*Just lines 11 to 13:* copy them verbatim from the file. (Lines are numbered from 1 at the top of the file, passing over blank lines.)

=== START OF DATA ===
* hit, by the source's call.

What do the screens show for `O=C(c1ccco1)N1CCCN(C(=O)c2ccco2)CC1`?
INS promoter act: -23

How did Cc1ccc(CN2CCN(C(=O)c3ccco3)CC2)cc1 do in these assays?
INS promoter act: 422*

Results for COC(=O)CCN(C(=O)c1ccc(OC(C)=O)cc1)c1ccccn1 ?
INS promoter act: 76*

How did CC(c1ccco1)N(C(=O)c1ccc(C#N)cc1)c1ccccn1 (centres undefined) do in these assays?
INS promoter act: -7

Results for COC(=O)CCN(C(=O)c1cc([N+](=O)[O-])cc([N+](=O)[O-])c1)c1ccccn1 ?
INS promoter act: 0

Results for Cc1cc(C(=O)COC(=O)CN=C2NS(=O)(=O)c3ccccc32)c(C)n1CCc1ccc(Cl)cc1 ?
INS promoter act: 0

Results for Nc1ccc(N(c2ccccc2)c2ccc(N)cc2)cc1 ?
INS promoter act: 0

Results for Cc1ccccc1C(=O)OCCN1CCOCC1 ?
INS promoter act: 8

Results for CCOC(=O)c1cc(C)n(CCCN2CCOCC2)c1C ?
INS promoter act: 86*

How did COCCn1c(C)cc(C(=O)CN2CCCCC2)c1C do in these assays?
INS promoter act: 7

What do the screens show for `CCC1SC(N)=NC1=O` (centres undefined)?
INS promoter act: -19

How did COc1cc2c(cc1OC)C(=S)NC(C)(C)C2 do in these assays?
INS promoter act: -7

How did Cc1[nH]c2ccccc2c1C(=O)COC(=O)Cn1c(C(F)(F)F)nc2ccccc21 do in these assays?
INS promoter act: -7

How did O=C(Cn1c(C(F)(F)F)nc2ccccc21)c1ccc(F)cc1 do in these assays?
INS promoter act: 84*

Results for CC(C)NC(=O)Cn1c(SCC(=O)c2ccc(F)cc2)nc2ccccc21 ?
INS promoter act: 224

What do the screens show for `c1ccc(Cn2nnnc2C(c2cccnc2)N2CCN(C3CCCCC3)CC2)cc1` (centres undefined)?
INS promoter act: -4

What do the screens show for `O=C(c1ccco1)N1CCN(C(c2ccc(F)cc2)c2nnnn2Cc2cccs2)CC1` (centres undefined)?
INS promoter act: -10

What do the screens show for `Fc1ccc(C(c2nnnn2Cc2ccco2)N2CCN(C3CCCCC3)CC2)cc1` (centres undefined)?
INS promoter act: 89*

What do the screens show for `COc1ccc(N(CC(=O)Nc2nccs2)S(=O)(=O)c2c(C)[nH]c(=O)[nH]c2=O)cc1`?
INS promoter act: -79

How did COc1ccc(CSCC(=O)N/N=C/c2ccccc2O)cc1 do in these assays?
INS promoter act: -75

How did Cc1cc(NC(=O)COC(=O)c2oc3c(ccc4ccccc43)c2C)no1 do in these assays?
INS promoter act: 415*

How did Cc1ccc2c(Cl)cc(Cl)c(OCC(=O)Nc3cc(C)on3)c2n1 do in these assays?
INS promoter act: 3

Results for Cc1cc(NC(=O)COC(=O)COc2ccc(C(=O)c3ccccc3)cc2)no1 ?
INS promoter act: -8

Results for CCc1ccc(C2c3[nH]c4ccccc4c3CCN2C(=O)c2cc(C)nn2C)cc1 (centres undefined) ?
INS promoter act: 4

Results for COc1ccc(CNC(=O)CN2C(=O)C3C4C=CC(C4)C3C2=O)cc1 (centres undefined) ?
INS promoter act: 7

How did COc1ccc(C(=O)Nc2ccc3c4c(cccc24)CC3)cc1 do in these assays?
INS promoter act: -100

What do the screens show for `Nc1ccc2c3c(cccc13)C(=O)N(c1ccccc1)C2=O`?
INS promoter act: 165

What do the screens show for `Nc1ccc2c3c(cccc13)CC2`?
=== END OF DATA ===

INS promoter act: 0

Results for Cc1cc(C(=O)COC(=O)CN=C2NS(=O)(=O)c3ccccc32)c(C)n1CCc1ccc(Cl)cc1 ?
INS promoter act: 0